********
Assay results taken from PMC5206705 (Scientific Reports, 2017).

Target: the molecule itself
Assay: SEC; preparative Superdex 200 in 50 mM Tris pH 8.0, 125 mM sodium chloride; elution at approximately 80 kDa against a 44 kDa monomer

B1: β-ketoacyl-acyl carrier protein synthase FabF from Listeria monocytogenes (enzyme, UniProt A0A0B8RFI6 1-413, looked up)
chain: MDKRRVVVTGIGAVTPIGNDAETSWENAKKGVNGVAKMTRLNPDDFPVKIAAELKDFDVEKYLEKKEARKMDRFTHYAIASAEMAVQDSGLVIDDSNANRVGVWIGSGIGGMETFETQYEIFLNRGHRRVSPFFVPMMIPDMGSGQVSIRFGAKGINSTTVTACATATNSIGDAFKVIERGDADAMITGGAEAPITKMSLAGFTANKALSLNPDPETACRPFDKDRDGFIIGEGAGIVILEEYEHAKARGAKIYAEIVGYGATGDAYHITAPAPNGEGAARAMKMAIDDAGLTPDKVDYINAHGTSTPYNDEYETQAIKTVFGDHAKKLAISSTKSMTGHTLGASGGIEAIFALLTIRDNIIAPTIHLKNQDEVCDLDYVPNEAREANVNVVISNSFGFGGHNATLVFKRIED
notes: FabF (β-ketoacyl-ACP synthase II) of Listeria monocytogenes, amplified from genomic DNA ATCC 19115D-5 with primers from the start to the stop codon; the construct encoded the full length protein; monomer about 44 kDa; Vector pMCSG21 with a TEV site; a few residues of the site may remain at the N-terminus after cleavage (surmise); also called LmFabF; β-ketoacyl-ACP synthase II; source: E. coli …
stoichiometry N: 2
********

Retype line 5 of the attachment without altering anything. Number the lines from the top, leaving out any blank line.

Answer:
chain: MDKRRVVVTGIGAVTPIGNDAETSWENAKKGVNGVAKMTRLNPDDFPVKIAAELKDFDVEKYLEKKEARKMDRFTHYAIASAEMAVQDSGLVIDDSNANRVGVWIGSGIGGMETFETQYEIFLNRGHRRVSPFFVPMMIPDMGSGQVSIRFGAKGINSTTVTACATATNSIGDAFKVIERGDADAMITGGAEAPITKMSLAGFTANKALSLNPDPETACRPFDKDRDGFIIGEGAGIVILEEYEHAKARGAKIYAEIVGYGATGDAYHITAPAPNGEGAARAMKMAIDDAGLTPDKVDYINAHGTSTPYNDEYETQAIKTVFGDHAKKLAISSTKSMTGHTLGASGGIEAIFALLTIRDNIIAPTIHLKNQDEVCDLDYVPNEAREANVNVVISNSFGFGGHNATLVFKRIED